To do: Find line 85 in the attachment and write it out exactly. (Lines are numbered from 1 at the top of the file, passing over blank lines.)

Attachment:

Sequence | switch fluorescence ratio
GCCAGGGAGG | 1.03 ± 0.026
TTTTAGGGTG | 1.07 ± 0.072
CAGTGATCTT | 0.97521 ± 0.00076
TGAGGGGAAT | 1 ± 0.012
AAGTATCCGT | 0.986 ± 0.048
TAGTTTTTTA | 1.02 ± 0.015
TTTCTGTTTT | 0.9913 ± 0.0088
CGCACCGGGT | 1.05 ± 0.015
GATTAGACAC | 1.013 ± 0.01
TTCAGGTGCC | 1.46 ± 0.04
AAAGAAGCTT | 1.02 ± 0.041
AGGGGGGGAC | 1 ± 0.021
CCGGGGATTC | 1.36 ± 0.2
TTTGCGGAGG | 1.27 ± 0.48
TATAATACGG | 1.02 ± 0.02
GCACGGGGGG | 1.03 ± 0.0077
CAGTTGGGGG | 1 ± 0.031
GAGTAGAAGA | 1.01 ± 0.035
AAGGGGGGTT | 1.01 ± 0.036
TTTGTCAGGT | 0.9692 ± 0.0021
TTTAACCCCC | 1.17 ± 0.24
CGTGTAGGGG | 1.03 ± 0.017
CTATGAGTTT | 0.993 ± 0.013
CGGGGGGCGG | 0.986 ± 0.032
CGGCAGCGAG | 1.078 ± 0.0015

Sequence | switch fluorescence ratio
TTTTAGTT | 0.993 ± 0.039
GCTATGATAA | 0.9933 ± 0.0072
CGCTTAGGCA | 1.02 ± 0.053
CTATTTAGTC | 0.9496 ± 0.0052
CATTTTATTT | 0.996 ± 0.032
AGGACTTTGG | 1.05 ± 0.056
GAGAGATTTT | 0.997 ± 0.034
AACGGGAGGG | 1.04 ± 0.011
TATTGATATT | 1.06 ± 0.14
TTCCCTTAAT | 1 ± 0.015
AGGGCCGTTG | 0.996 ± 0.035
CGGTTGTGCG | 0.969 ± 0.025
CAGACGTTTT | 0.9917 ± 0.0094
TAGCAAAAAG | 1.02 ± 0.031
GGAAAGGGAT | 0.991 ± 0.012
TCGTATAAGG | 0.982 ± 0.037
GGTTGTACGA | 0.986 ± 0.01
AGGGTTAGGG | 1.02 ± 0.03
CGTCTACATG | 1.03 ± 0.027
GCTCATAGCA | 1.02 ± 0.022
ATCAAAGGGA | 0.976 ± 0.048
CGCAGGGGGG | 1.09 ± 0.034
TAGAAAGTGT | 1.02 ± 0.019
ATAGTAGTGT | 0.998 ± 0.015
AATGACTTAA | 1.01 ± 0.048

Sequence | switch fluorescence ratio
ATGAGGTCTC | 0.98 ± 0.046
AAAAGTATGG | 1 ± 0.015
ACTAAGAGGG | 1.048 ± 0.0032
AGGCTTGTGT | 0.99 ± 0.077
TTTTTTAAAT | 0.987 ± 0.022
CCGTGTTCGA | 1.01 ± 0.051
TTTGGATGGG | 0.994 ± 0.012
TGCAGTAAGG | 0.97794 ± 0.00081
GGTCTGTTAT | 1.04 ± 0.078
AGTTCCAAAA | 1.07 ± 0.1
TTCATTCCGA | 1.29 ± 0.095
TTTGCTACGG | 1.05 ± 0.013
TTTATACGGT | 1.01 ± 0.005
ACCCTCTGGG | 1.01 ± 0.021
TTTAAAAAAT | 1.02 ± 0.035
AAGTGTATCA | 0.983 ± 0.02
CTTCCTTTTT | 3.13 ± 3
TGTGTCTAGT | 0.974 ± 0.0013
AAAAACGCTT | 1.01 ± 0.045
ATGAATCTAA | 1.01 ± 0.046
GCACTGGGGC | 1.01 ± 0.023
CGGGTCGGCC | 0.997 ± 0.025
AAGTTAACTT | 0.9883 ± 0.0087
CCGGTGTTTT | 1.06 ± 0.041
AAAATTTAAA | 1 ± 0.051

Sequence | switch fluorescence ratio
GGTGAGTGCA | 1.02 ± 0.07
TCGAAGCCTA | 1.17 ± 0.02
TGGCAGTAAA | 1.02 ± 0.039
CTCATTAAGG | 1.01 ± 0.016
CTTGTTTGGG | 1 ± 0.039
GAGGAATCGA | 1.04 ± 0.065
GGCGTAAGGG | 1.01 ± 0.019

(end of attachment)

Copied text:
GAGGAATCGA | 1.04 ± 0.065